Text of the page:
- What “design” means across disciplines
- Concepts of multimedia design
- The meaning of a user-centered design process
Design is all around us. The chair you’re sitting in, the buildings you walk through each day, the device you’re using to read this chapter, the typeface used to present these words — all were designed by somebody with an intended use in mind.
Imagine an architect designing a building, a web developer designing an app for your smartphone and a fashion designer creating a new line of athletic wear. They are using different skills with different goals in mind, but all three are thinking about similar questions:
- Who are the intended users?
- What are their needs?
- What assumptions do they have about this?
- How will this be appealing to them?
In digital multimedia, telling stories effectively is a similar design challenge. Whether you’re creating content for print or for the Web, with words or with images, the basic concepts of multimedia design are the same:
- Design is intentional. All elements have a purpose.
- Design communicates ideas to your intended audience or users.
- Design involves constructing a solution to a problem (including communication problems).
Design is intentional. All elements have a purpose.
Design involves thoughtful planning and combinations. Although it is difficult to define “good” design across all disciplines, a successful designer can explain each element of a design and why it contributes to the overall function and harmony of the object or content. Extraneous elements that don’t contribute to the purpose of the design make it less effective by distracting from the meaningful elements.
Design communicates ideas to your intended audience or users.
A design that makes use of text or images can use those elements to convey a message. But other aspects of design also communicate ideas to your users. The choice of a particular color or font can change the way a message is received because of users’ expectations.
Design involves constructing a solution to a problem.
A common misconception is that design is merely decoration — an optional garnish to make things “pretty.” Design is central to how a problem is solved or a need is met. These can be communication problems, such as notifying people about an upcoming event or a change in policy, or teaching people new information.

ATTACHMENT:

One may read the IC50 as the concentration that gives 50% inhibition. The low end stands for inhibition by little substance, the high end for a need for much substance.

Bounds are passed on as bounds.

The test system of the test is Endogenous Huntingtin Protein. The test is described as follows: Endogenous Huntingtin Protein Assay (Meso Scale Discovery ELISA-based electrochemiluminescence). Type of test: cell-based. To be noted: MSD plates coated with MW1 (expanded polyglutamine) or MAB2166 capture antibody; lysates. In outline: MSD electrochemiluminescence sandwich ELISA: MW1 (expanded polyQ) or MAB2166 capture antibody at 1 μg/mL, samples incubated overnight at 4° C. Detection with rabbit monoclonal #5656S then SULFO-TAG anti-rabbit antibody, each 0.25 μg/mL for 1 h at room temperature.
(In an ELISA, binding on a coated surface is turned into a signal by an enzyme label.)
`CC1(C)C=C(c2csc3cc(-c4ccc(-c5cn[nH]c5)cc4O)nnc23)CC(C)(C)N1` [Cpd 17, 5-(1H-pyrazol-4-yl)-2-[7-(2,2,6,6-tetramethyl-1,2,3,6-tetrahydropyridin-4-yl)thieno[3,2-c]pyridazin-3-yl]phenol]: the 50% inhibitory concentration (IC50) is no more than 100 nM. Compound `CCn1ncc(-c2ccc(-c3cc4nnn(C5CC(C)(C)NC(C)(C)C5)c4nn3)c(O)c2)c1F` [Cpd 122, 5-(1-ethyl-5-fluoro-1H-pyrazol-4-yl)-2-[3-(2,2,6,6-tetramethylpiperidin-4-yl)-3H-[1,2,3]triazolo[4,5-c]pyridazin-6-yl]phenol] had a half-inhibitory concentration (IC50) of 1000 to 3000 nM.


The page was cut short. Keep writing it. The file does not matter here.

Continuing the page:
User-centered design is an approach developed within the discipline of interactive digital design. Abbreviated as UCD and also known as human-centered design, it is both a process and an overall design philosophy that involves research about users and making adjustments based on feedback. This is representative of the idea that designers are working to solve problems for people, rather than forcing people to adapt in uncomfortable ways. In the textbook Multimedia Foundations, author Vic Costello explains: “It is about creating a product or interface that meets the needs of real users rather than satisfying designers’ whims.”
A key characteristic of UCD is an iterative design approach, meaning that a product goes through a cycle of design-feedback-modification many times to improve its usability and function. Iterative design has become more a more visible in digital media, as many apps and websites are released in “beta” to the public and then updated frequently to make improvements.
Although this approach is most dominant in the design of digital products and interfaces, putting users at the forefront can applying to all digital media design. Any multimedia content that intends to communicate a message to a particular audience will be more effective if that audience is central to the design process.
- Design Kit: What is Human-Centered Design? (video)
- Looks Can Kill: The Deadly Results of Flawed Design
- Design of Everyday Things and corresponding Udacity course
- Objectified: A documentary about our relationship with manufactured objects
- Notes on User-Centered Design Process
- Looking Beyond User-Centered Design